Among other HURI-associated participants, recent HUSI graduate Grace Mahoney presented her paper, “The Uses of the Body: Critical Identities in the Work of Tistol and Petyluk.” Mahoney was one of the recipients of the Theodosius and Irene Senkowsky Prize for Achievement in Ukrainian Studies this past summer, which recognizes exceptional work and contribution to the intellectual and cultural life of the program. Sarah McEleney, another HUSI graduate and Senkowsky Prize winner, also attended the convention.
“This was my first time at the ASEEES convention, and I was impressed by the sheer range of different panels on history, literature, teaching, and cultural studies,” McEleney said. “I was glad to have the opportunity to learn about new developments in the area of digital humanities within Slavic and Eastern European studies, and I attended the first-ever ASEEES THATCamp (The Humanities and Technology Camp) hosted by the Slavic Digital Humanities Affiliate Group.”
Celebration in honor of George G. Grabowicz
For HURI, one of the high points of this year’s convention was our reception honoring George G. Grabowicz upon the publication of his Festschrift, ЖНИВА, and our recent publications. The two-volume Festschrift was created in honor of Grabowicz’s 70th birthday and provides an excellent overview of the field of Ukrainian studies. The 49 essays by scholars from around the world examine subjects related to Grabowicz’s interests, and the collection was edited by his former students (now colleagues), Roman Koropeckyj, Maxim Tarnawsky, and Taras Koznarsky.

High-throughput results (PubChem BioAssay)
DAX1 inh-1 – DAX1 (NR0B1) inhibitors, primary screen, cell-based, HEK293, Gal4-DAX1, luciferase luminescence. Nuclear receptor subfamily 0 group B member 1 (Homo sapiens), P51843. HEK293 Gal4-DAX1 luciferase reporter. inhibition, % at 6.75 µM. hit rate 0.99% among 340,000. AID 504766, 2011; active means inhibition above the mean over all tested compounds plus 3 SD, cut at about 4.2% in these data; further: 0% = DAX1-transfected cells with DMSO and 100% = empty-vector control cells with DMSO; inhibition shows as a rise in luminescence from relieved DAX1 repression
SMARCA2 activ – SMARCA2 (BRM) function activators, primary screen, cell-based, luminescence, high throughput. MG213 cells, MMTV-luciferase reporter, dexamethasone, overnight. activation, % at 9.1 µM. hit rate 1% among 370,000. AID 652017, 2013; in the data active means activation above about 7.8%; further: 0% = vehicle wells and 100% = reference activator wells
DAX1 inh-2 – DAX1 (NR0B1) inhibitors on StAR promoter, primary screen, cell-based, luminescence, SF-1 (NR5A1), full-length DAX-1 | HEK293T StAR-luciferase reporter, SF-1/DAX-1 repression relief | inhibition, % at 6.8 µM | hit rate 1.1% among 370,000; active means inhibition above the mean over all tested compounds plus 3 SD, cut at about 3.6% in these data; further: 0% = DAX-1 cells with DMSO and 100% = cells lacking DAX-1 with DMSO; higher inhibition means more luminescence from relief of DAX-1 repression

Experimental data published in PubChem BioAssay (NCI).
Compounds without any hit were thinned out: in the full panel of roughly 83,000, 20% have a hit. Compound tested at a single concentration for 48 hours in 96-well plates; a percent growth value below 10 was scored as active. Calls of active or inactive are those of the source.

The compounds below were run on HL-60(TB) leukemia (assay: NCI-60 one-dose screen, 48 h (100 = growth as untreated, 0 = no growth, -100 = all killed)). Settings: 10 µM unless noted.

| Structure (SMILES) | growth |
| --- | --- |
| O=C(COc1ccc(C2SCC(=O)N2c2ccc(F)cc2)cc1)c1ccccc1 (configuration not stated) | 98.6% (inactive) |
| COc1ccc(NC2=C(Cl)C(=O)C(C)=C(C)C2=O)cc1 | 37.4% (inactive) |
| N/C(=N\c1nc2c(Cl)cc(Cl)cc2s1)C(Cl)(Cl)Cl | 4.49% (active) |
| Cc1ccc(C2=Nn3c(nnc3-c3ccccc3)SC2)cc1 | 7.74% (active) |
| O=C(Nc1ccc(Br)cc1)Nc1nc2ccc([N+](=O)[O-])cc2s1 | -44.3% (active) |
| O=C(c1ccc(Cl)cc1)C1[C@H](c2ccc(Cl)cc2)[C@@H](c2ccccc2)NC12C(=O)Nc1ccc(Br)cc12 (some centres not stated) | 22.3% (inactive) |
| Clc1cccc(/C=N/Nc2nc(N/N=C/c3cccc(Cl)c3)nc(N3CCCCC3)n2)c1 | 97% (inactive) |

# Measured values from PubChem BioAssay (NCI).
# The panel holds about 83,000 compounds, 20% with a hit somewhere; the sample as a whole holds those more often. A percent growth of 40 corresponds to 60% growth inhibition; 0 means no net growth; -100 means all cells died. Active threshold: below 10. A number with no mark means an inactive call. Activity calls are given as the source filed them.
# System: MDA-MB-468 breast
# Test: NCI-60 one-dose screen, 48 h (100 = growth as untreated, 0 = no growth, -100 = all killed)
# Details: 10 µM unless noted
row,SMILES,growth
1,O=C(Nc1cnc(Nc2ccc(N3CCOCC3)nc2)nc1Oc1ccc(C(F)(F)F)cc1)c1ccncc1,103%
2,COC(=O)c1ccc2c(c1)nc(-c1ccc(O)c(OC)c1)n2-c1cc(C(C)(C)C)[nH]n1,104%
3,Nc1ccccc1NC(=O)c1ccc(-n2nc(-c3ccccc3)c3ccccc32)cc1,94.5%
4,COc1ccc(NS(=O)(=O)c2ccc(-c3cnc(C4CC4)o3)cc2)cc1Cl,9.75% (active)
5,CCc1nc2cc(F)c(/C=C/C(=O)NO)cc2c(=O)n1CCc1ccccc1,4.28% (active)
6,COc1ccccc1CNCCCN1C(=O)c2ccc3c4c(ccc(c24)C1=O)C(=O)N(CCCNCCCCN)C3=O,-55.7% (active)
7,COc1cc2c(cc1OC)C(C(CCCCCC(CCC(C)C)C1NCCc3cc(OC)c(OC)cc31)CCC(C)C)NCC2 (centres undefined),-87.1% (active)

As guests nibbled on light refreshments and sipped champagne, several speakers offered their reflections on the Festschrift and Grabowicz’s contribution to the field. Harvey Goldblatt (professor at Yale University and HURI associate), Serhii Plokhii, Michael Flier, and Halyna Hryn took their turns at the podium, to be followed by the honoree himself.
“Attending HURI's event for Dr. George Grabowicz was also a highlight of the conference for me,” McEleney noted. “Listening to the speakers helped me learn about the history of Ukrainian studies in North America and Dr. Grabowicz's contribution to it.”
The reception brought many of the leading experts in Ukrainian studies together in one room, creating a valuable opportunity to catch up with friends and discuss projects with colleagues. And in that, it carried on the spirit of the ASEEES convention as a whole—with, of course, a special focus on Ukrainian studies.